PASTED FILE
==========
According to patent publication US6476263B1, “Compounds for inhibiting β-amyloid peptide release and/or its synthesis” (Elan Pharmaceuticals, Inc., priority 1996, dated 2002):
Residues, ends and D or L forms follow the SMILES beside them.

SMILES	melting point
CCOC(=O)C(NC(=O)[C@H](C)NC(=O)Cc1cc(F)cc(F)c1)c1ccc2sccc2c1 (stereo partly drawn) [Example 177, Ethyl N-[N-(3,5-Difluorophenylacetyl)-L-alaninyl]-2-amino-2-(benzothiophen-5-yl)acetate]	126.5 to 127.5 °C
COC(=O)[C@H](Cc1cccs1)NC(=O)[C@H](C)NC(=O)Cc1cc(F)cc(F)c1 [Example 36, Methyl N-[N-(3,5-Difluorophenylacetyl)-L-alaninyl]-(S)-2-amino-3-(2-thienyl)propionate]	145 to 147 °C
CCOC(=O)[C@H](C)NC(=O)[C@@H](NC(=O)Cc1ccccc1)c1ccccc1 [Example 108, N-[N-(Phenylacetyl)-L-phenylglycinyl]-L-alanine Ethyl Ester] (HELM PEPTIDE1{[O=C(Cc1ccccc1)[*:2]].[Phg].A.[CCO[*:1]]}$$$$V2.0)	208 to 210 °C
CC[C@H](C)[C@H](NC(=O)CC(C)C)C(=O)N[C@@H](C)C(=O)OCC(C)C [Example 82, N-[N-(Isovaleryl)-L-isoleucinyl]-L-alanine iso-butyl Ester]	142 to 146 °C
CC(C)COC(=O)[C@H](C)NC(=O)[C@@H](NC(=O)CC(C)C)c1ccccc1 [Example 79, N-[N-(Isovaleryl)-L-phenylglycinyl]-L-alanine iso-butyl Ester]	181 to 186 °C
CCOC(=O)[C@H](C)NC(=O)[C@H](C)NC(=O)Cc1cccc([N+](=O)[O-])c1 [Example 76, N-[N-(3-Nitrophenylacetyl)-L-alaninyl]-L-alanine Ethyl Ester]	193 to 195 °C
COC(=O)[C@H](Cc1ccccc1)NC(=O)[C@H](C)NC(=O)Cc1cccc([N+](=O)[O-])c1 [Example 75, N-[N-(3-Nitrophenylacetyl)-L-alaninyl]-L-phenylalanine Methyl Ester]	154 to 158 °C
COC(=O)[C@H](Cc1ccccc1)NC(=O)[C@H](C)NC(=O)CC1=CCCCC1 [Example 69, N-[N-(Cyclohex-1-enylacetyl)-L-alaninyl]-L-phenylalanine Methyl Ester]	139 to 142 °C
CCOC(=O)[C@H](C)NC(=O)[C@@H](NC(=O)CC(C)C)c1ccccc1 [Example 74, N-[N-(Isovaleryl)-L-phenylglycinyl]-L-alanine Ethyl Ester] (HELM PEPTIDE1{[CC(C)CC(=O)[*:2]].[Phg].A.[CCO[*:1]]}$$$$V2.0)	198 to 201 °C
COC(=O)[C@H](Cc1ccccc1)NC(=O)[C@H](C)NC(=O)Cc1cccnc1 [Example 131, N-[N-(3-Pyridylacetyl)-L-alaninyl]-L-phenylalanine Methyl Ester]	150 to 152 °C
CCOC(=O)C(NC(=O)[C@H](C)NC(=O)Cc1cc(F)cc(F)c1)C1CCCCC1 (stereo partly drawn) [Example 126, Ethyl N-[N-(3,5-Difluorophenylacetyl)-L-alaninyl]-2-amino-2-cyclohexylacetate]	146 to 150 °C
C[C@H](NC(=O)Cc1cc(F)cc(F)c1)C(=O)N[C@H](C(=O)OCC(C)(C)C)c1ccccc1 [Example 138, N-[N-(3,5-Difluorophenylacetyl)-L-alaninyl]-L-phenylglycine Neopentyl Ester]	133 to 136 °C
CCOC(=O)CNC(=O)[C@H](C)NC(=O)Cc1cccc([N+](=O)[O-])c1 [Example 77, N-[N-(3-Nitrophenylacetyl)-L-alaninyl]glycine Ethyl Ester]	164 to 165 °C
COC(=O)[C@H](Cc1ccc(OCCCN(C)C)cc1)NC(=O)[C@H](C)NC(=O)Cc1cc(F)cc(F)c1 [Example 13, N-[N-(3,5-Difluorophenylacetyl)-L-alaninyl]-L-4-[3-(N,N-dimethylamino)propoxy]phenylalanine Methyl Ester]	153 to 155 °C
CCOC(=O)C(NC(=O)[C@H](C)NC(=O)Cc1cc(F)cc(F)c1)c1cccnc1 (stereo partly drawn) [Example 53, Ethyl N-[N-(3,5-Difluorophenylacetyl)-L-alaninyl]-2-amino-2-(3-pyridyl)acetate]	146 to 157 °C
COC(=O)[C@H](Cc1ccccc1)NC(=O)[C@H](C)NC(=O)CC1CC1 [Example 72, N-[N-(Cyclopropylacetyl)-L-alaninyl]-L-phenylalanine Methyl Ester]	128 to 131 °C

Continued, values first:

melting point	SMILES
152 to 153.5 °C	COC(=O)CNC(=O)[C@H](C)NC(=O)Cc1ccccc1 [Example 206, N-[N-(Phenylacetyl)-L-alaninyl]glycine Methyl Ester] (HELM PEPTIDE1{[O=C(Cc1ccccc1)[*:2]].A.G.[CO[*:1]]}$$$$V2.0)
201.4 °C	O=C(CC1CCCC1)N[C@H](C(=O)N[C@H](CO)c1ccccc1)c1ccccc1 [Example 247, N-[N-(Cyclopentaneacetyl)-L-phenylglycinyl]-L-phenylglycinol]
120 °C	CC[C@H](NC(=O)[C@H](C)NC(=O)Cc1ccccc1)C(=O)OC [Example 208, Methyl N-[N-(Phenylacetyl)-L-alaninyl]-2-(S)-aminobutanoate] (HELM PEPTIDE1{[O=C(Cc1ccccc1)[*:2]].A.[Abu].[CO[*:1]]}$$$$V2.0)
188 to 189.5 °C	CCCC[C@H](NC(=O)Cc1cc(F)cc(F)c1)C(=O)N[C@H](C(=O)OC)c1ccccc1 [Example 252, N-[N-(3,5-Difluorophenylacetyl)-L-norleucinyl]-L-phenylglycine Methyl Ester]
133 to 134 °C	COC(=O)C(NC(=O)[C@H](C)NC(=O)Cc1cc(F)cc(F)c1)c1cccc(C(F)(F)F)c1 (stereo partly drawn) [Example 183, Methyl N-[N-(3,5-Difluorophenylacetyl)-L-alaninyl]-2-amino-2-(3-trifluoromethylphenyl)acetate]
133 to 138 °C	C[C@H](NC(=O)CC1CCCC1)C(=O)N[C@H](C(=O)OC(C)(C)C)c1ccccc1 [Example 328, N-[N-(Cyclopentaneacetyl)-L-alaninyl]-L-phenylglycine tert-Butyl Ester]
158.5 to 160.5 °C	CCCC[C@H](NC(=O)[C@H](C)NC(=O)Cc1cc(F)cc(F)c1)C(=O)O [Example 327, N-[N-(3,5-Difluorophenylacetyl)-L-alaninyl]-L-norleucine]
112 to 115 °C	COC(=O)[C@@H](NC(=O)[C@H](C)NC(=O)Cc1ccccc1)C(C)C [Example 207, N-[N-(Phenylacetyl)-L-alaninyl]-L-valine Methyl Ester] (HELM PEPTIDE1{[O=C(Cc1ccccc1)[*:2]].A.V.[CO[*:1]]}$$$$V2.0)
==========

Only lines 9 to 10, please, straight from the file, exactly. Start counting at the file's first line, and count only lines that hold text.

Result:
CCOC(=O)[C@H](C)NC(=O)[C@H](C)NC(=O)Cc1cccc([N+](=O)[O-])c1 [Example 76, N-[N-(3-Nitrophenylacetyl)-L-alaninyl]-L-alanine Ethyl Ester]	193 to 195 °C
COC(=O)[C@H](Cc1ccccc1)NC(=O)[C@H](C)NC(=O)Cc1cccc([N+](=O)[O-])c1 [Example 75, N-[N-(3-Nitrophenylacetyl)-L-alaninyl]-L-phenylalanine Methyl Ester]	154 to 158 °C